songs and sang them was Tom Rush. And he had recorded a beautiful song of hers. "The Circle Game," it's called.

So, really, Tom deserves the credit for finding her and recording her. And I got to record "Both Sides Now," to my great pleasure and to her great

pleasure. So, it worked out pretty well for everybody.

AMANPOUR: Again, it worked out for both of you. We're just going to play a little clip.

COLLINS: Oh, good.





AMANPOUR: Judy Collins, when I listen you sing those songs, your voice is so pure. Clearly, "Suzanne" is clearly so much more -- I don't know what --

I don't want to say upbeat, but it's so much lighter in your voice than it was in Leonard Cohen's. And yet, you just referred to some of your dark

days. You said, I was clearly passed out at that point.

And you did have a period where you had -- you know, you suffered from alcoholism, pills, bulimia, you had tuberculosis, polio, your son committed

suicide, you tried to commit suicide. I mean, just one of those things would be enough to derail a mere mortal. And yet, you have overcome such

tragedy and hardship. Was it music that carried you through? How did that happen?

COLLINS: I had a DNA in the family where you had an optimist. I think most people have to be optimist to survive living on the planet. When we think

about our parents, you know, my dad was blind from the age of four and he became successful, a great musician and had a wonderful career in radio

business, but, you know, he said, you know, tomorrow is not guaranteed.

And if you don't prepare yourself, and if you are not willing and ready and able to do the things you need to do, he also was an activist, he was

outspoken, he was the voice of what trained me to feel very comfortable and at home with -- in the '60s with what was going on in the world, and in the

world today, because what he saw, and he did so beautifully, was that there was so much going on that was not right in the world, I suppose that you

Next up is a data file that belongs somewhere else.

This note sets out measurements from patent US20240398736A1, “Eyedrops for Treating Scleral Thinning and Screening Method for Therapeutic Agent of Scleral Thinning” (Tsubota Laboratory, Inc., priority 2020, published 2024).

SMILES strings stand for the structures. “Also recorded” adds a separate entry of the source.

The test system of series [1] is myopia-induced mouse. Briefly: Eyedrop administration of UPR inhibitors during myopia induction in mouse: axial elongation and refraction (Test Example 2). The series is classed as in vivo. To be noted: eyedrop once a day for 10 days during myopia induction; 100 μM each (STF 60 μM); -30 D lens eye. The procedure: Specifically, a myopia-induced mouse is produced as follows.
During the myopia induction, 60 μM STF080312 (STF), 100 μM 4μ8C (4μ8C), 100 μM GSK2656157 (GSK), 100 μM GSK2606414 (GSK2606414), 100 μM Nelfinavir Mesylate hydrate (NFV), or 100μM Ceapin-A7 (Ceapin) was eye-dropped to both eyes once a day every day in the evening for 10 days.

could say it at any time in the world, but particularly in those early days.

And now, once again, we find ourselves embroiled in violence and pessimism. And then we get the sun to come out, and we get a change in our view, so to

speak. I won't speak at length at politics, but I think that what we all have to do is take notice of what is happening as you do, as point out, as

you are relentless and constantly making us aware of.

So, we have to listen to each other, and we have to stay on the planet. So, we have to stay healthy, which is how, thank God, I have been here in spite

of the rather dreadful sounding things that some of them have happened to me, but they happen to all of us in some way.

AMANPOUR: I know that you don't want to talk about politics, I'm just going to say that you sang for John F. Kennedy, Robert F. Kennedy, you sang

at President Clinton's inauguration. I kind of don't and do want to put you on the spot. Do you have anything that you'd like to burst into song with

us live on the air with right now.

COLLINS: Oh, you said that you didn't want to put me on the stop but --

AMANPOUR: "Turn, Turn," "Amazing Grace"?